Can I Tell What the Glycemic Index Is by Reading a Food Label?

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A man looks at canned and boxed food ona supermarket shelf. (Image: Minerva Studio/iStock/Getty Images)

Following a low-glycemic-index diet may help people with diabetes better control their blood sugar levels, according to an article published in "The Review of Diabetic Studies" in 2006. This can be a bit difficult, because food labels in the United States don't list a food's glycemic index score. You can, however, get an idea of which foods may have lower glycemic index scores by looking at the information on the label.

Carbohydrate Content

The glycemic index score indicates how quickly and how much the carbohydrates in a food are likely to increase your blood sugar levels. Foods that have a higher carbohydrate content per serving will have more of an effect on blood sugar levels than those with only a small amount of carbohydrates. The source of the carbohydrates in the food is particularly important, because foods that contain more processed versions of carbohydrates have a greater effect on blood sugar levels than those from whole foods. This means foods made with flour or sugars often have a higher glycemic index than foods made with intact whole grains.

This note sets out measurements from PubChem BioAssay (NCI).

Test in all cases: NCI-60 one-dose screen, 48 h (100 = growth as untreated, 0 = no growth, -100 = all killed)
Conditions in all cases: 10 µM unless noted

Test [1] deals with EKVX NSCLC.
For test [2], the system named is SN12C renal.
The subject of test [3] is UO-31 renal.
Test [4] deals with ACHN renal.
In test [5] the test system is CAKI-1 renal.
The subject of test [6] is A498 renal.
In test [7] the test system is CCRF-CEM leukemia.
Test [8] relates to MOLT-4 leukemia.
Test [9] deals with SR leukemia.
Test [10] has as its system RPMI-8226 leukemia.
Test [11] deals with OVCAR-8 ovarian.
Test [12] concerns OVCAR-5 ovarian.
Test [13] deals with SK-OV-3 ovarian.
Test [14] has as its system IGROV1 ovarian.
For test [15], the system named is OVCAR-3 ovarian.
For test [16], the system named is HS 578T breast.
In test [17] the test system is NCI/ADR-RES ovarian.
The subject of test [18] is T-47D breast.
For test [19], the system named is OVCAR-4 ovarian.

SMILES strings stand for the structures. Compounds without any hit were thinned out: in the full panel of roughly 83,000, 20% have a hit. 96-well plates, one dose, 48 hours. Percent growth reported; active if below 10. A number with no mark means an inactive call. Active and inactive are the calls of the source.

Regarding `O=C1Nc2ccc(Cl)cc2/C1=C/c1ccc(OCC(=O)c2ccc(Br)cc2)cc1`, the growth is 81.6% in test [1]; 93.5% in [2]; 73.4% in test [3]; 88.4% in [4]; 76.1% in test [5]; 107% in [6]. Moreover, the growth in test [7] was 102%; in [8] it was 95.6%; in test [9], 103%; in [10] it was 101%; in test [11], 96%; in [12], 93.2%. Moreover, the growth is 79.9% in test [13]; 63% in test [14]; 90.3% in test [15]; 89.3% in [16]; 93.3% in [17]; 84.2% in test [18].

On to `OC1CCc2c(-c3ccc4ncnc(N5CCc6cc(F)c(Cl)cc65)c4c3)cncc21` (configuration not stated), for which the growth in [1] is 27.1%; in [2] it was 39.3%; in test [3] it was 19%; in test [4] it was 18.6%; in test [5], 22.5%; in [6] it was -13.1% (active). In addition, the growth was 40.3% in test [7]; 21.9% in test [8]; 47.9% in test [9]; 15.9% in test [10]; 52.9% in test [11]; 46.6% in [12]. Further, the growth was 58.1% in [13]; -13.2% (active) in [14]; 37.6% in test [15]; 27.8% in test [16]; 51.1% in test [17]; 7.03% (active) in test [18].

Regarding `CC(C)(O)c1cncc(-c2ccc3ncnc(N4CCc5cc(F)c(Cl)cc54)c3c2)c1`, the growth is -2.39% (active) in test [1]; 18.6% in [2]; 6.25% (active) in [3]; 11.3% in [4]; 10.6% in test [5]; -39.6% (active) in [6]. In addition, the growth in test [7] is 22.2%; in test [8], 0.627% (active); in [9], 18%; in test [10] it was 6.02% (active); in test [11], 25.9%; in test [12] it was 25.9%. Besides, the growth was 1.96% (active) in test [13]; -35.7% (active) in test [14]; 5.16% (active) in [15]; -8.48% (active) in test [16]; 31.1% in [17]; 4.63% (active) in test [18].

Fiber Content

Foods higher in fiber, especially soluble fiber, tend to have lower glycemic index scores than those that have little or no fiber. Fiber slows down the digestion of food and thus the release of sugars into the bloodstream, resulting in a slower and smaller increase in blood sugar and a lower glycemic index.

Protein and Fat Content

Protein and fat don't have much of an impact on your blood sugar levels, which means foods that contain a higher ratio of protein and fat to carbohydrates tend to have lower glycemic index scores. Likewise, eating a high-GI food along with a source of protein and fat can decrease the overall GI of your meal.

Other Considerations

Some foods low on the glycemic index aren't particularly healthy, such as those high in fat. According to an article published in "The British Journal of Nutrition" in January 2014, listing glycemic index scores on food labels will only be beneficial if people understand that eating larger amounts of a low-GI food will increase blood sugar and that the preparation method and what you eat with carbohydrate-containing foods affect their GI score. For example, longer cooking tends to produce higher GI scores. Another article, published in "Nutrition Reviews" in April 2011, suggests that it may be a good idea to require foods to meet certain nutrition standards before being allowed to have a GI label. Otherwise, makers of unhealthy foods might alter their composition to lower their GI and then claim them as healthy because they have a low GI.

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